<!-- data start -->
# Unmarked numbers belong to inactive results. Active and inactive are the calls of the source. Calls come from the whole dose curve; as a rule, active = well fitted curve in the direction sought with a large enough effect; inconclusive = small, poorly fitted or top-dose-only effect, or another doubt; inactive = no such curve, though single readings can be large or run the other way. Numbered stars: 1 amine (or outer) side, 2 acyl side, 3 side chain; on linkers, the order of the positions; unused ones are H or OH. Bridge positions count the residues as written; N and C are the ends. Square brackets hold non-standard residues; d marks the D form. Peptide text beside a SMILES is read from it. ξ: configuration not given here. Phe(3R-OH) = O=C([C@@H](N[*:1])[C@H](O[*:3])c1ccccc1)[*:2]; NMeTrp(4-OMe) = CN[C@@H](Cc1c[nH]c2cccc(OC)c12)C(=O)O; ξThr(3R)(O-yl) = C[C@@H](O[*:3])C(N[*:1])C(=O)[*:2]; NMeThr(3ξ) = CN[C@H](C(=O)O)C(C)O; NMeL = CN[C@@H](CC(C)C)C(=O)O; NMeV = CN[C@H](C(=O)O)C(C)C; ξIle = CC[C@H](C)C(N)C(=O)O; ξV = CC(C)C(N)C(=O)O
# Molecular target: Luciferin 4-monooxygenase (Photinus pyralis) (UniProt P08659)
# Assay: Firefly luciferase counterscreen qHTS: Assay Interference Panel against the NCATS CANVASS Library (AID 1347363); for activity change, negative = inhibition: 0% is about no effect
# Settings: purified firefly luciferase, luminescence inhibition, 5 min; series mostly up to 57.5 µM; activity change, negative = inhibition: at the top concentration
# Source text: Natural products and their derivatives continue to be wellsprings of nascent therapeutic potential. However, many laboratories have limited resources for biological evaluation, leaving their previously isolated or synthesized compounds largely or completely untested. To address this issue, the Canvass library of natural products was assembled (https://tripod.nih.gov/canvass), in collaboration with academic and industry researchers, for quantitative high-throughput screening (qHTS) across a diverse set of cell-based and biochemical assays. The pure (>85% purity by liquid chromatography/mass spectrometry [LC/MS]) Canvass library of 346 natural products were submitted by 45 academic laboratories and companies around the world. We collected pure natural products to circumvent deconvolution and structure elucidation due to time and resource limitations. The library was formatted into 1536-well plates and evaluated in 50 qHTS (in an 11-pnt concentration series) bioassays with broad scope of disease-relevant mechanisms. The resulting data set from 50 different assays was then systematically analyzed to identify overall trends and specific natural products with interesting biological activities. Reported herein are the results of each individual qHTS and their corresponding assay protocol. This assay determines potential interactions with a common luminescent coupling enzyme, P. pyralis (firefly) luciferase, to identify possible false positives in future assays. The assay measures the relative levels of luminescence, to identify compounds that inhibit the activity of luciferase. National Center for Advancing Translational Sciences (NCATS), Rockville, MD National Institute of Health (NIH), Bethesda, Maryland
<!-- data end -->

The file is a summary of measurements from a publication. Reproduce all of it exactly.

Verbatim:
# Unmarked numbers belong to inactive results. Active and inactive are the calls of the source. Calls come from the whole dose curve; as a rule, active = well fitted curve in the direction sought with a large enough effect; inconclusive = small, poorly fitted or top-dose-only effect, or another doubt; inactive = no such curve, though single readings can be large or run the other way. Numbered stars: 1 amine (or outer) side, 2 acyl side, 3 side chain; on linkers, the order of the positions; unused ones are H or OH. Bridge positions count the residues as written; N and C are the ends. Square brackets hold non-standard residues; d marks the D form. Peptide text beside a SMILES is read from it. ξ: configuration not given here. Phe(3R-OH) = O=C([C@@H](N[*:1])[C@H](O[*:3])c1ccccc1)[*:2]; NMeTrp(4-OMe) = CN[C@@H](Cc1c[nH]c2cccc(OC)c12)C(=O)O; ξThr(3R)(O-yl) = C[C@@H](O[*:3])C(N[*:1])C(=O)[*:2]; NMeThr(3ξ) = CN[C@H](C(=O)O)C(C)O; NMeL = CN[C@@H](CC(C)C)C(=O)O; NMeV = CN[C@H](C(=O)O)C(C)C; ξIle = CC[C@H](C)C(N)C(=O)O; ξV = CC(C)C(N)C(=O)O
# Molecular target: Luciferin 4-monooxygenase (Photinus pyralis) (UniProt P08659)
# Assay: Firefly luciferase counterscreen qHTS: Assay Interference Panel against the NCATS CANVASS Library (AID 1347363); for activity change, negative = inhibition: 0% is about no effect
# Settings: purified firefly luciferase, luminescence inhibition, 5 min; series mostly up to 57.5 µM; activity change, negative = inhibition: at the top concentration
# Source text: Natural products and their derivatives continue to be wellsprings of nascent therapeutic potential. However, many laboratories have limited resources for biological evaluation, leaving their previously isolated or synthesized compounds largely or completely untested. To address this issue, the Canvass library of natural products was assembled (https://tripod.nih.gov/canvass), in collaboration with academic and industry researchers, for quantitative high-throughput screening (qHTS) across a diverse set of cell-based and biochemical assays. The pure (>85% purity by liquid chromatography/mass spectrometry [LC/MS]) Canvass library of 346 natural products were submitted by 45 academic laboratories and companies around the world. We collected pure natural products to circumvent deconvolution and structure elucidation due to time and resource limitations. The library was formatted into 1536-well plates and evaluated in 50 qHTS (in an 11-pnt concentration series) bioassays with broad scope of disease-relevant mechanisms. The resulting data set from 50 different assays was then systematically analyzed to identify overall trends and specific natural products with interesting biological activities. Reported herein are the results of each individual qHTS and their corresponding assay protocol. This assay determines potential interactions with a common luminescent coupling enzyme, P. pyralis (firefly) luciferase, to identify possible false positives in future assays. The assay measures the relative levels of luminescence, to identify compounds that inhibit the activity of luciferase. National Center for Advancing Translational Sciences (NCATS), Rockville, MD National Institute of Health (NIH), Bethesda, Maryland